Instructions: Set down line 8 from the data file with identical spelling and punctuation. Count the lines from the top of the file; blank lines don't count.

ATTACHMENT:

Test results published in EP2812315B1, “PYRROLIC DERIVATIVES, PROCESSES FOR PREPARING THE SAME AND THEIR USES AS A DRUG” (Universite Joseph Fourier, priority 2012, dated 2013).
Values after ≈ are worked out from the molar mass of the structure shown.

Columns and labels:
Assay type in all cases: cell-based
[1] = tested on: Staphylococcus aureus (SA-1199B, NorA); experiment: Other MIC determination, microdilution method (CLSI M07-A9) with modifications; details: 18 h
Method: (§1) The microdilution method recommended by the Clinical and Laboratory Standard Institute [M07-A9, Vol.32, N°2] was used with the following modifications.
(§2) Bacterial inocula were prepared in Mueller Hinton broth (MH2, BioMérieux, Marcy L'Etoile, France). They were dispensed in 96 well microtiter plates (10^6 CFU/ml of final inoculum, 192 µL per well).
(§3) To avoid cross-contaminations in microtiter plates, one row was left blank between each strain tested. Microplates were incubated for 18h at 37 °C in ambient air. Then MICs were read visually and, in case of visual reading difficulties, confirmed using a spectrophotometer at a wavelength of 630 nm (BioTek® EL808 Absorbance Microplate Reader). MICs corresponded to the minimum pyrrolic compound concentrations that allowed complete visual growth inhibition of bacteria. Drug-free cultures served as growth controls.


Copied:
(§3) To avoid cross-contaminations in microtiter plates, one row was left blank between each strain tested. Microplates were incubated for 18h at 37 °C in ambient air. Then MICs were read visually and, in case of visual reading difficulties, confirmed using a spectrophotometer at a wavelength of 630 nm (BioTek® EL808 Absorbance Microplate Reader). MICs corresponded to the minimum pyrrolic compound concentrations that allowed complete visual growth inhibition of bacteria. Drug-free cultures served as growth controls.